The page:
Man is a very efficient biological mixing agent, churning together everything he touches, sometimes on purpose, sometimes not. The spectacular examples (hordes of hungry rabbits devouring Australia, proliferating Zebra mussels in the Great Lakes, bird-eradicating snakes on Guam) are just a fraction of the biological chaos launched during this great era of human commerce, which some scientist have dubbed the Homogecene. Burdick has two messages for us: there’s no stopping it, and it’s not as disruptive as originally suspected. The ecological chaos of the Homogecene is real, but it’s surprisingly hard to put your finger on what the bad part is.
The intrusion of judgmental, xenophobic language into invasion science is particularly interesting. The whole notion of invasive species and the pristine habitats they ravage is built on the flawed idea of ecological stasis, that there was once a Golden Age in which God’s happy creatures dwelt together in harmony. Burdick deconstructs the loaded language used by some of the scientists: opportunistic aliens attack and destroy hapless natives. Natives? Since when? We all came from somewhere, and we’re all headed someplace else. It’s only a matter of when you baseline your time horizon. I’ve been a native of this chair for a good half hour, but now it’s time for me to go invade the bedroom. Good night.
I recently read an article about the latest stem cell breakthrough in South Korea and it resonated with something I read about some months ago: medical tourism. Medical tourism is the practice of traveling to a cheap country with excellent doctors, typically India, in order to get uninsured medical procedures done. Tech Central Station and Yale Global both have good articles about the topic. The bottom line is that, if you’re uninsured for a given operation, it can cost as much as two thirds less to do it in India even when you take air travel and recuperation time into account. As both wealth and medical expenses continue to mount in the West, medical tourism is bound to take off. The trends all point in the right direction, and besides, isn’t your doctor already Indian? Or maybe she’s Chinese?
What struck me recently is how therapeutic stem cell research fits perfectly into this picture. You might travel to another country simply because a procedure is cheaper there, but you might do it because it is illegal and considered morally reprehensible where you come from. That is, if you have the means to save your child’s life through the magic of stem cells, then you you will fly to find them wherever they can be found.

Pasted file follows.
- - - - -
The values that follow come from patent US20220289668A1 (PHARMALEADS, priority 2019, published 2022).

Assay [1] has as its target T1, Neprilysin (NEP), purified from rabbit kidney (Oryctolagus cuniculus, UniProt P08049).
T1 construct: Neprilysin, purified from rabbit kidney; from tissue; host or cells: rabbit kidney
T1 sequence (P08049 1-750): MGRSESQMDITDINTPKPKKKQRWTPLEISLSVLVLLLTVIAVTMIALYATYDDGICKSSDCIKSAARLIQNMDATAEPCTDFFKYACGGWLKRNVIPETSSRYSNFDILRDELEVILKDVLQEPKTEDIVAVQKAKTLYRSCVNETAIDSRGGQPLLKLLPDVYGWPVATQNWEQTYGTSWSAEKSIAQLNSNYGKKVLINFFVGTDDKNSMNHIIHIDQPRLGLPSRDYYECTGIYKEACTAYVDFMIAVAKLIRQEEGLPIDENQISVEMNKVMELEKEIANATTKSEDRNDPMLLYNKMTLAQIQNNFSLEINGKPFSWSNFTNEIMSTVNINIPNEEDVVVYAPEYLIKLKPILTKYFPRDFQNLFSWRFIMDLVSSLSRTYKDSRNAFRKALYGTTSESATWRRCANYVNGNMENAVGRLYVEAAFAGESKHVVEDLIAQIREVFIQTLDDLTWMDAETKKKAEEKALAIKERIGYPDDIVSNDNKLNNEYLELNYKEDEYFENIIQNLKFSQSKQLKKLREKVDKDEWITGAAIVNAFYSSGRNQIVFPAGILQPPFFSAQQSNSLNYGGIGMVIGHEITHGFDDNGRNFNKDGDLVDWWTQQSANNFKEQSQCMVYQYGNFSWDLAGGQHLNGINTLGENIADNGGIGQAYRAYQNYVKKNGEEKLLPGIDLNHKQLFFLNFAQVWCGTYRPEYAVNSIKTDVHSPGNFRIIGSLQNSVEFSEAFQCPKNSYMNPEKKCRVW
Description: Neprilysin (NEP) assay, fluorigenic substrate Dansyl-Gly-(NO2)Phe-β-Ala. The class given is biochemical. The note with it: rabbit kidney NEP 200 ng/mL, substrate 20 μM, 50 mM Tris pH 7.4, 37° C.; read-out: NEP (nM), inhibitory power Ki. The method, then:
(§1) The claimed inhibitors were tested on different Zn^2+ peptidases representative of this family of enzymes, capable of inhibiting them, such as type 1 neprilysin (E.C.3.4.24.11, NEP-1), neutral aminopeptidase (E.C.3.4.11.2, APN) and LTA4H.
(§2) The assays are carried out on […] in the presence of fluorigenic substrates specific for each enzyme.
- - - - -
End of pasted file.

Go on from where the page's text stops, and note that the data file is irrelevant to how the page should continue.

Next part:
House Republican leader Tom DeLay has made his position on stem cells clear. “An embryo,” he said, “is a person, a distinct internally directed, self-integrating human organism.” Korean researchers, however, don’t give a goddamn about Tom Delay’s opinion on stem cell research (aside from perhaps being grateful for the extra business he sends their way). And when, years from now, you need stem cells to treat your withering Parkinsonism, it will be cheap and pleasant to fly to Korea to get them. Think of all the morally upright American institutions you’ll fly over to get there. And I wouldn’t be at all surprised if, while you’re over there, you see an aging and palsied Tom Delay getting a stem cell boost of his own.
What is a Sudoku? A Sudoku (as explained here in the Wikipedia) is a number/logic puzzle that involves placing the numbers 1 through 9 on a 9-by-9 grid such that no number appears twice on the same row, column, or specially marked 3-by-3 box. Perhaps the real puzzle is why it should have become such a pop sensation in places from Hong Kong to New Zealand to the UK. Here is some coverage of the story from the BBC and Guardian. Nevertheless, a phenomenon it certainly is, and I am not one to shrink from hopping on the bandwagon.
I have been interested in brushing up on my Java skills, and this Sudoku craze has given something good to chew on. With that in mind, I have created Sudoku Satori, the Sudoku solving assistant. Try it out and let me know what you think. It’s in a pretty rudimentary state right now, but it sure works when it comes to solving these puzzles. It’s a simple matter to have the computer solve the puzzle for you. What this tool does is help you see the patterns so you can understand and solve the puzzle (hence the satori part).